The English Bridge Union — the membership body for the game of bridge in England — will reach a milestone on 23 May 2011 when it celebrates 75 years of existence.
The EBU was formed on the 23 May 1936 after a decision by three regional bridge associations for the North-East, the North-West and Yorkshire to create an English national body for bridge. In particular, the EBU was formed so that England could meet with the two other national teams on equal terms: Scotland and Ireland. By the second meeting on 12 June 1936, the EBU had created eight constituent area associations so that it could properly manage the game.
The English Bridge Union is a membership-funded organisation committed to promoting the game of duplicate bridge. It is a non-profit making organisation which uses its funds for providing services to its members as well as the promotion and development of bridge.
The bridge playing community consists of people of all ages, from all backgrounds and all walks of life in villages, towns and cities throughout England.
On 1 April 2010, the EBU ushered in the biggest ever shake-up in its structure by introducing Universal Membership. The EBU now has over 50,000 members and 600 affiliated clubs, allowing the organisation to further the development of bridge. The organisation has eighteen staff members (eight of whom are part-time) based in Aylesbury, Buckinghamshire. It also relies on a huge team of volunteers and a board of eight volunteer directors.
In 2009, the EBU set up the All Party Parliamentary Group for the development of bridge under the chairmanship of Baroness Ruth Henig. The group has concentrated on two major areas of development: introducing bridge into primary schools across the country so that children can experience the benefits bridge provides; and secondly research into how bridge can protect against dementia through regular testing of mental agility, but also through social interaction.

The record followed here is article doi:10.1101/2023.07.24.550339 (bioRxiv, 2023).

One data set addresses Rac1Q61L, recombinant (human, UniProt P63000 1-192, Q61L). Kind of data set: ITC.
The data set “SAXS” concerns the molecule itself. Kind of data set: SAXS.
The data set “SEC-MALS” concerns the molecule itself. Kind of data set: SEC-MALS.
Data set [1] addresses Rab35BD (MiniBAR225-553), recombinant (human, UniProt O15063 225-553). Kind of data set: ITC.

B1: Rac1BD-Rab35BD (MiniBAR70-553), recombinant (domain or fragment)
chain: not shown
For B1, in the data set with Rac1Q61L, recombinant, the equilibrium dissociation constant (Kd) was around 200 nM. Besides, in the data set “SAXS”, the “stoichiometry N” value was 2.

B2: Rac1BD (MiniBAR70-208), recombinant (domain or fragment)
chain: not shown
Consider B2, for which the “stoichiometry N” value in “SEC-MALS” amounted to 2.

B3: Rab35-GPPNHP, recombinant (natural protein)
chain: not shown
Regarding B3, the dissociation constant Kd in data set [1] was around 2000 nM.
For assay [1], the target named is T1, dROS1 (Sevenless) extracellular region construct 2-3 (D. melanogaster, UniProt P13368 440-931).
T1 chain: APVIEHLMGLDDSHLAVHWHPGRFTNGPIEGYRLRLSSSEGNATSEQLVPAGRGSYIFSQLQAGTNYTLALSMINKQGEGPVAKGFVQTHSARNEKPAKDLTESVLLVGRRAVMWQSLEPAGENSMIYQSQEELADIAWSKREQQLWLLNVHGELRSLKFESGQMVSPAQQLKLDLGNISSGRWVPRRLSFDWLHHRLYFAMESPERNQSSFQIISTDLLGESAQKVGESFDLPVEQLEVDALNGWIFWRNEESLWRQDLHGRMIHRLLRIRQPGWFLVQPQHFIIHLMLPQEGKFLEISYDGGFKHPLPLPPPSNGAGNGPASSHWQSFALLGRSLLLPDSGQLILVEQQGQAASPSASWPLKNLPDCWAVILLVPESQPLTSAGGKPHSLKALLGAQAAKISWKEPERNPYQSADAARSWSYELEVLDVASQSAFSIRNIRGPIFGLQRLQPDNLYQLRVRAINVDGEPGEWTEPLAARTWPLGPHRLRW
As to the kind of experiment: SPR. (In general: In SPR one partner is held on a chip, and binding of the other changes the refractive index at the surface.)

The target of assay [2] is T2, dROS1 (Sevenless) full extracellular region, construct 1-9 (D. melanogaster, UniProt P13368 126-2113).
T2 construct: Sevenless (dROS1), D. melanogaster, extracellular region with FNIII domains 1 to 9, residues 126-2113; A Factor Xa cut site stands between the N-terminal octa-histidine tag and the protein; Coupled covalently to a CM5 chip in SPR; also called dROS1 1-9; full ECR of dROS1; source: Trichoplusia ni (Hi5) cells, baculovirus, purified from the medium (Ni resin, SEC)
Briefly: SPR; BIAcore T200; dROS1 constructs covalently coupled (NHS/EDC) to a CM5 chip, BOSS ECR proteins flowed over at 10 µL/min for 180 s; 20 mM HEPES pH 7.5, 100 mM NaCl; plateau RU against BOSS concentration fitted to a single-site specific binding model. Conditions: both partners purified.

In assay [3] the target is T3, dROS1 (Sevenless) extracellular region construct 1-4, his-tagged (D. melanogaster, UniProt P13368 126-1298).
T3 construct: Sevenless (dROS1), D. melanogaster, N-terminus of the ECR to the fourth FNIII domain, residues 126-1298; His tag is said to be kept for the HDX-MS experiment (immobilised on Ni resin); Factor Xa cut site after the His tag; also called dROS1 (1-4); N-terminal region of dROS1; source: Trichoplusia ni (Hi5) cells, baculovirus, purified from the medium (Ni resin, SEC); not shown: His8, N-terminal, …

Recent research has proven that undertaking regular mental activity such as playing bridge can significantly lower the risk of developing forms of dementia in our older population1. Additionally, research shows that social interaction amongst the elderly can stave off cognitive decline. Playing bridge has also been proven to benefit school pupils, not only in their education but in later years when they have more time available for a leisure pursuit. Bridge helps children to improve their skills in numeracy, problem solving, probability, speaking, listening, rule following, team building, mental capacity and much more. The game provides both high level mental stimulation and social engagement for all ages.
In addition, after seventy-five years, bridge can be played absolutely anywhere. It has been played at the North Pole and at the South Pole; it can be played on the Internet and on your iPhone; and it can be played in over 600 affiliated EBU clubs across England. The EBU also organises many tournaments each year for its members. At the EBU’s biggest event in Brighton during August, over 7500 packs of cards will be used in producing 600 hands of bridge at 100 tables. In total 70,000 hands of bridge will be played during the 10 days. Finally, the EBU runs and organises a whole network of bridge teachers and events for the novice player.
The June edition of English Bridge has a number of excellent articles on the history of the English Bridge Union: